the mind and brain that arise outside of the medical and
scientific communities.” (Howard-Jones, 2014, p. 817)
“examples of cases in which entrepreneurs have knowingly
set out to mislead educators are difficult to find.” (Howard-
Jones, 2014, p. 817)
“more likely that such interventions originate from
uninformed interpretations of genuine scientific facts
and are promoted by victims of their own wishful thinking
who hold a “sincere but deluded fixation on some eccentric
theory that the holder is absolutely sure will revolutionize
science and society” (Howard-Jones, 2014, p. 817)
• Cultural conditions e.g.
• Also check Lilienfeld et al.
(2015, 2017) for lists with
psychological terms to
avoid and pairs of
difficult to access
• Case example of
urban legend spinach
• Not significantly more
• Not first food if iron
• ‘The truth is too simple’
‘The truth is too simple’
• What if I read Larsson and what to ‘pass on’ this snippet of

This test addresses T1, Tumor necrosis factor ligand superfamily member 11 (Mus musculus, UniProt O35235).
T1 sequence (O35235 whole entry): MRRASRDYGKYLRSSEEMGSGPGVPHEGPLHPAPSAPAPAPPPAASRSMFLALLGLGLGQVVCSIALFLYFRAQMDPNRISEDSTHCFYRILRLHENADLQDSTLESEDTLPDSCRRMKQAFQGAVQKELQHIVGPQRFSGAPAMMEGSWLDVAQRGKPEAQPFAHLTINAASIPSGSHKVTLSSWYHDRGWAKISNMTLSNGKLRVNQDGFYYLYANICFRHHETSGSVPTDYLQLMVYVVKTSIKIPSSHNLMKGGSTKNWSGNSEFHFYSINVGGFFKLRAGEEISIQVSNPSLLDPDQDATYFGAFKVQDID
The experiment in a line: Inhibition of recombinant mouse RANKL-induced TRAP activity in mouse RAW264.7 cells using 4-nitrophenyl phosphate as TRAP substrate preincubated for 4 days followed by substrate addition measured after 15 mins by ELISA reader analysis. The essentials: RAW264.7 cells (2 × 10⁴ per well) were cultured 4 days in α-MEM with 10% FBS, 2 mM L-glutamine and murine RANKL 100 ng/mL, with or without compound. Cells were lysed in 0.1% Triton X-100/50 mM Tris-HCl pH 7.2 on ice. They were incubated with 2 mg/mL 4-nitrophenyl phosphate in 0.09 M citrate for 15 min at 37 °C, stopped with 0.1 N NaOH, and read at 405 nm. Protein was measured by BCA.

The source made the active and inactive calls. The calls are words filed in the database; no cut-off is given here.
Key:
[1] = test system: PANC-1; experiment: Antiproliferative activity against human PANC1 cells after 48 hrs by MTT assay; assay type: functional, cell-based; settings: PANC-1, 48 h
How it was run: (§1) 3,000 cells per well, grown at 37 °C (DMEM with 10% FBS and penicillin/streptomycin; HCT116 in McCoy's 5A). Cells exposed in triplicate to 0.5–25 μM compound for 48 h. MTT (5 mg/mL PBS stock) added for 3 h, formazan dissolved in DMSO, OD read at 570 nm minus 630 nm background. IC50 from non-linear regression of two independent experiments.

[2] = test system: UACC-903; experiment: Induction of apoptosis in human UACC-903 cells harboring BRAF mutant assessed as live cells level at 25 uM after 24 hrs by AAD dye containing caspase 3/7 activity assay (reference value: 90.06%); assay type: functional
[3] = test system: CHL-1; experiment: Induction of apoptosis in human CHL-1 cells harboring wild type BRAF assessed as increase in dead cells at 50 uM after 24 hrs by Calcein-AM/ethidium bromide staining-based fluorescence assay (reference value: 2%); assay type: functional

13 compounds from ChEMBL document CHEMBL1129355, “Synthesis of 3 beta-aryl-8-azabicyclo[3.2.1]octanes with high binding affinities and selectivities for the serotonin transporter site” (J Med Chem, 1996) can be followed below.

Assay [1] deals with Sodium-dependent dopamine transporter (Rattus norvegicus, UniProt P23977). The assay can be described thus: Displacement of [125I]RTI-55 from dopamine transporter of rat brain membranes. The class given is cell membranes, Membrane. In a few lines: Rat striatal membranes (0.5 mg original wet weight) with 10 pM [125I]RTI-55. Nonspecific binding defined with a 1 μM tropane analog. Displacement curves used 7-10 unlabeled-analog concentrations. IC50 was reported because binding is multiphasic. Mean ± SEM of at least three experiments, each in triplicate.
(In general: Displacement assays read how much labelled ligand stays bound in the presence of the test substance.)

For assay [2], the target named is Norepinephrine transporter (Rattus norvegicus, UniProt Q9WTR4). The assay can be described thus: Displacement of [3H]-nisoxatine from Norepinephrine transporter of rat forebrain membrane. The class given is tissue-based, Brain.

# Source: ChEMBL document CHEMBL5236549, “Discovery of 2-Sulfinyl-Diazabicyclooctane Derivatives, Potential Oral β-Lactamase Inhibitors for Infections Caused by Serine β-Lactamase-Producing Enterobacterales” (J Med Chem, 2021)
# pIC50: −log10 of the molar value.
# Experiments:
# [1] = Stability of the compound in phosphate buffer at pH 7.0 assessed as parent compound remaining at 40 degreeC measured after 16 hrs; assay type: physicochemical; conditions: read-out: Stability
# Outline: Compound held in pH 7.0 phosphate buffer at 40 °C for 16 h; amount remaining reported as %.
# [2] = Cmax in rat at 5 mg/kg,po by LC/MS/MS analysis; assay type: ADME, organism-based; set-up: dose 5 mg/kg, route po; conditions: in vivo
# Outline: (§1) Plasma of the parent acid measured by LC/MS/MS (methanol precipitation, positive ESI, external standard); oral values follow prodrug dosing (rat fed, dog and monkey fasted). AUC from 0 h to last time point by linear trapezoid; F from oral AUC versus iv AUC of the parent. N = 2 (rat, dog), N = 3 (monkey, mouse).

• Larsson cited Hamblin (1981)
• Treasure hunt
• Can add more references but sometimes back to one
But the decimal point claim has no reference.
Larsson and Hamblin frontline of the fight against bad
science and academic carelessness.
Sutton (2010) argued other possible causes.
Pointed to another person, Bender etc etc
Robin-Garcia et al. (2017)
• “tweeting about scholarly
articles represents curating and
informing about state-of-the-art
appears not to be realized in
• “Simplistic and naïve use of
social media data risks
damaging the scientific
enterprise, misleading both
authors and consumers of
• (Now check the paper, it says
much more, and it has its own
“At the same time, I think that there are real dangers in